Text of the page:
Neuro Marketing

“I don’t believe neuromarketing is the insidious instrument of corrupt governments or crooked advertisers. I believe it is simply a tool, like a hammer. Yes – in the wrong hands a hammer can be used to bludgeon someone over the head, but that is not its purpose, and it doesn’t mean that hammers should be banned, or seized, or embargoed. The same is true for neuromarketing.

If you think of two circles in a venn diagram as representing two branches of traditional marketing research – quantitative and qualitative – it’s time to make room for the new kid on the block, neuromarketing. Does product placement really work – that depends, how powerful are brand logos – fragrance and sound are more potent than any logo alone.

It had become pretty clear to me that traditional research methods, like market research and focus groups were no longer up to the task of finding out what consumers really think.

85 percent of the time our brains are on autopilot. It’s not that we mean to lie—it’s just that our unconscious minds are a lot better at interpreting our behavior (including why we buy) than our conscious minds are.

Engage customers authentically!

Marketers, for example, are still doing the same old stuff: quantitative research, which in­volves surveying lots and lots of volunteers about an idea, a concept, a product, or even a kind of packaging–followed by qualitative research, which turns a more intense spotlight on smaller focus groups handpicked from the same population. In 2005, corporations spent more than $7.3 billion on market research in the United States alone. In 2007, that figure rose to $12 billion. And that doesn’t even include the additional ex­penses involved in marketing an actual product–the packag­ing and displays, TV commercials, online banner ads, celebrity endorsements, and billboards–which carry a $117 billion an­nual price tag in America alone.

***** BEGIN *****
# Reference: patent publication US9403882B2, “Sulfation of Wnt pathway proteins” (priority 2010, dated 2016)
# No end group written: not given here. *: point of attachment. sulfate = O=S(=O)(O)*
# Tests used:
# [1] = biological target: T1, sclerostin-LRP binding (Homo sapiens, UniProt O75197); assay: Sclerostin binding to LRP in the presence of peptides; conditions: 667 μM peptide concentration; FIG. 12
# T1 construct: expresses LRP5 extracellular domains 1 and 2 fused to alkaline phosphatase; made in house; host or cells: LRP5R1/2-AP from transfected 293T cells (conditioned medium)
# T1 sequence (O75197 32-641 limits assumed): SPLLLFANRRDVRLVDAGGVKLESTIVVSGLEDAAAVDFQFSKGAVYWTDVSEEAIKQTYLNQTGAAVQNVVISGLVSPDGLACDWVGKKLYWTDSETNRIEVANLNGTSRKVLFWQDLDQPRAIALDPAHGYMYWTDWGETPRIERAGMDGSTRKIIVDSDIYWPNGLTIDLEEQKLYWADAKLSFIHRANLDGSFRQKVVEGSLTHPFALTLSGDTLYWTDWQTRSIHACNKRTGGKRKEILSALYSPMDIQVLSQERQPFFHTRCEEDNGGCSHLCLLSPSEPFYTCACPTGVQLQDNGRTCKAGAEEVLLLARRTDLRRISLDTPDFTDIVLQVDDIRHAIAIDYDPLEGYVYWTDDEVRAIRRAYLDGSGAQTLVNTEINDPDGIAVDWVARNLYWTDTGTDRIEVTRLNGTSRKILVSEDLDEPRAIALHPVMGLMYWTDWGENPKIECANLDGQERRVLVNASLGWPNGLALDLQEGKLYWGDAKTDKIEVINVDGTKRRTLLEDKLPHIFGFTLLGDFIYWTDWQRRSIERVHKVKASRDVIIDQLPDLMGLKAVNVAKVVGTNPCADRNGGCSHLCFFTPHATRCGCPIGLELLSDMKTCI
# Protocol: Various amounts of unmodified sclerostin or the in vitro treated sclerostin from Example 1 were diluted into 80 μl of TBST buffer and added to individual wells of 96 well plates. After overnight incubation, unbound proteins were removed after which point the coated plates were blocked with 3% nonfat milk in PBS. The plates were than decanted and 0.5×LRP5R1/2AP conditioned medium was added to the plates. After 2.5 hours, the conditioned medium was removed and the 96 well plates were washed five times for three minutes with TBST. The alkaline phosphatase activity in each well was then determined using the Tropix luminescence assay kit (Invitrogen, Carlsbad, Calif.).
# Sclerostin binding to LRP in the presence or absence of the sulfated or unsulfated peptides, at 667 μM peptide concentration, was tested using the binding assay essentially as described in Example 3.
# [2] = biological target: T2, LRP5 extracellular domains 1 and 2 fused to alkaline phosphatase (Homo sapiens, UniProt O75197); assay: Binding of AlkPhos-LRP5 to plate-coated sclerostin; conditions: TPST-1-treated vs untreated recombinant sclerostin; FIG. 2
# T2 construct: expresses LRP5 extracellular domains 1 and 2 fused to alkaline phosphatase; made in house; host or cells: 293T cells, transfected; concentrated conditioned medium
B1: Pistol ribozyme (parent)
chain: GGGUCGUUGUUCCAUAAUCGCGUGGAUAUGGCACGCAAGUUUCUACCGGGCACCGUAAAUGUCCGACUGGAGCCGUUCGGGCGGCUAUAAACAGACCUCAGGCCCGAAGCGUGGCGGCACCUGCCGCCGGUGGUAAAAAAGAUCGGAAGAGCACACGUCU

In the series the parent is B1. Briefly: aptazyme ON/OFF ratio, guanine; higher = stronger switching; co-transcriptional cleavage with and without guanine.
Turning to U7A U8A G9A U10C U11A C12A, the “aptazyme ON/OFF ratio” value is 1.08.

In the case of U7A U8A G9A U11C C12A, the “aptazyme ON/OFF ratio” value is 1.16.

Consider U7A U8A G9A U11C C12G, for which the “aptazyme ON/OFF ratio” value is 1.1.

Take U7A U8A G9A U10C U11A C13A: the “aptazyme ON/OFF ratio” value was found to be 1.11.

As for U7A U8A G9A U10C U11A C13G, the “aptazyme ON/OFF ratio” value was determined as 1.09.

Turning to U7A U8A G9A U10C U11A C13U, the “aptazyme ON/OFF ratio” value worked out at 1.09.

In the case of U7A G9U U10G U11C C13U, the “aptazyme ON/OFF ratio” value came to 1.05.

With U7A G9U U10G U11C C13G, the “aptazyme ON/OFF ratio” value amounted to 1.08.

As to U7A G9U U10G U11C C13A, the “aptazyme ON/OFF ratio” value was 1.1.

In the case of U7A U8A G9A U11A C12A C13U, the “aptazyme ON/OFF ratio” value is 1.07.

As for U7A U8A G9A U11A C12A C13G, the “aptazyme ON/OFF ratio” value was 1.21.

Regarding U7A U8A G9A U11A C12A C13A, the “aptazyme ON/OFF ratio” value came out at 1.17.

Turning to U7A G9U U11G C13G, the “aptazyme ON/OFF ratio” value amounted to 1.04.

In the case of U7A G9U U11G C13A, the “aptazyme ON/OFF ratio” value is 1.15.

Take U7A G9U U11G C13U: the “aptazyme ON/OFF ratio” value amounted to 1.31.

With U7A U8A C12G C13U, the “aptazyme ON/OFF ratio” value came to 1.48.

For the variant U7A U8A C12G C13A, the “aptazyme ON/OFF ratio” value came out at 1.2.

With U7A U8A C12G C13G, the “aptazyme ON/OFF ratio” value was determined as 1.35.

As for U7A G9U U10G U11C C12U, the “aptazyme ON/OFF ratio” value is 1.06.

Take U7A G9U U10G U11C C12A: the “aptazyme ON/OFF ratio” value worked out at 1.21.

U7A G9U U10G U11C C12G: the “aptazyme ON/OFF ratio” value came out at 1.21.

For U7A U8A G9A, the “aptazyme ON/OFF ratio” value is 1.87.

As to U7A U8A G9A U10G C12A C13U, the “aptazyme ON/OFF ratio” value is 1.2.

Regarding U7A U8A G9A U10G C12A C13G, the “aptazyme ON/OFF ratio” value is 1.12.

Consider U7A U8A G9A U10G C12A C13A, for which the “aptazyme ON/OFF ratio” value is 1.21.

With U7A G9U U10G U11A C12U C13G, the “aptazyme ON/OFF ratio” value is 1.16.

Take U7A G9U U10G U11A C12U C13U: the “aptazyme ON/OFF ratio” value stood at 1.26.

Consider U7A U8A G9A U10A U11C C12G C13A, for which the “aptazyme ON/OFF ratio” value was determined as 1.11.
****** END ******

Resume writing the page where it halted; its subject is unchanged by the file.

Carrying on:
Most of the brain is dominated by automatic process, rather than deliberate thinking. A lot of what happens in the brain is emotional, not cognitive.

Goldfish, I read once, have a working memory of approximately seven seconds — so every seven seconds, they start their lives all over again. Reminds me of the way I feel when I watch TV commercials (product placement)

The first and most obvious is today’s fast-moving, ever-changing, always-on media assault. The Internet with its pop-ups and banner ads, cable TV, twenty-four-hour news stations, newspapers, magazines, catalogs, e-mail, iPods, pod-casts, instant messaging, text-messaging, and computer and video games are all vying for our increasingly finite and worn-out attention spans. As a result, the filtering system in our brains has grown thick and self-protective. We’re less and less able to recall what we saw on TV just this morning, forget about a couple of nights ago.

Products sensory qualities almost always evoke an emotional response (Harley potato-potato-potato” sound you hear when you rev up an engine.

Sounds and smell can be even stronger than sight in advertising. Visual images coupled with other sense are powerful. Sensory branding. Play dough, Dunkin Doughnuts, J&J Baby Powder (most recognized fragrance in the world, primal childhood associations will be reignited in your memory).

Most of us really can’t say, “I bought that louis vuitton bag because it appealed to my sense of vanity and I want my friends to know that I can afford a $500 purse, or I bought that Ralf Lauren shirt because I want to be perceived as an easygoing prepster who doesn’t have to work, even though all my credit cards are maxed out.

Embracing and creating real characters in order to get more exposure and sell more stuff.

The fragrance of freshly cut grass sprayed into a home improvement store left 50% of customer’s surveyed feeling that the staff was more knowledgeable.” – Buyology

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